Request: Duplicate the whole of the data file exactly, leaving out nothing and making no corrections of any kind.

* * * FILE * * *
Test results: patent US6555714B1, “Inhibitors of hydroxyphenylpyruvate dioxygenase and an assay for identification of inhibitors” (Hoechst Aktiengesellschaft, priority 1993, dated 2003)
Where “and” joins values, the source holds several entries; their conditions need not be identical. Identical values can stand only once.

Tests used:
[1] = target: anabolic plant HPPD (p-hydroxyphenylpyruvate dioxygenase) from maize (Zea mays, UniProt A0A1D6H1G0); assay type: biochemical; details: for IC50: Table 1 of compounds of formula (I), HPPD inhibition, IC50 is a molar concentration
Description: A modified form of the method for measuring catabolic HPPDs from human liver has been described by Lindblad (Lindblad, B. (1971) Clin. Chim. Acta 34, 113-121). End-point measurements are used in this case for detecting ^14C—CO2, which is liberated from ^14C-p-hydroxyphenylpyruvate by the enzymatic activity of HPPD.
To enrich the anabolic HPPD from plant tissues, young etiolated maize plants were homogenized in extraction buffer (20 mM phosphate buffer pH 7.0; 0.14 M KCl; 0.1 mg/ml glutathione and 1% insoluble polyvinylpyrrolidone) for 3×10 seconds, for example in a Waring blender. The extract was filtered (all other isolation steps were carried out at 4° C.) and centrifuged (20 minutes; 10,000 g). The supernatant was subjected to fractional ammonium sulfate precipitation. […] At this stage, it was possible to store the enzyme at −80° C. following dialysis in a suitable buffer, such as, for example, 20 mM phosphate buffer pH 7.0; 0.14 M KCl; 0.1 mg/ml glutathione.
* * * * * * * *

Test results: patent US6555714B1, “Inhibitors of hydroxyphenylpyruvate dioxygenase and an assay for identification of inhibitors” (Hoechst Aktiengesellschaft, priority 1993, dated 2003)
Where “and” joins values, the source holds several entries; their conditions need not be identical. Identical values can stand only once.

Tests used:
[1] = target: anabolic plant HPPD (p-hydroxyphenylpyruvate dioxygenase) from maize (Zea mays, UniProt A0A1D6H1G0); assay type: biochemical; details: for IC50: Table 1 of compounds of formula (I), HPPD inhibition, IC50 is a molar concentration
Description: A modified form of the method for measuring catabolic HPPDs from human liver has been described by Lindblad (Lindblad, B. (1971) Clin. Chim. Acta 34, 113-121). End-point measurements are used in this case for detecting ^14C—CO2, which is liberated from ^14C-p-hydroxyphenylpyruvate by the enzymatic activity of HPPD.
To enrich the anabolic HPPD from plant tissues, young etiolated maize plants were homogenized in extraction buffer (20 mM phosphate buffer pH 7.0; 0.14 M KCl; 0.1 mg/ml glutathione and 1% insoluble polyvinylpyrrolidone) for 3×10 seconds, for example in a Waring blender. The extract was filtered (all other isolation steps were carried out at 4° C.) and centrifuged (20 minutes; 10,000 g). The supernatant was subjected to fractional ammonium sulfate precipitation. […] At this stage, it was possible to store the enzyme at −80° C. following dialysis in a suitable buffer, such as, for example, 20 mM phosphate buffer pH 7.0; 0.14 M KCl; 0.1 mg/ml glutathione.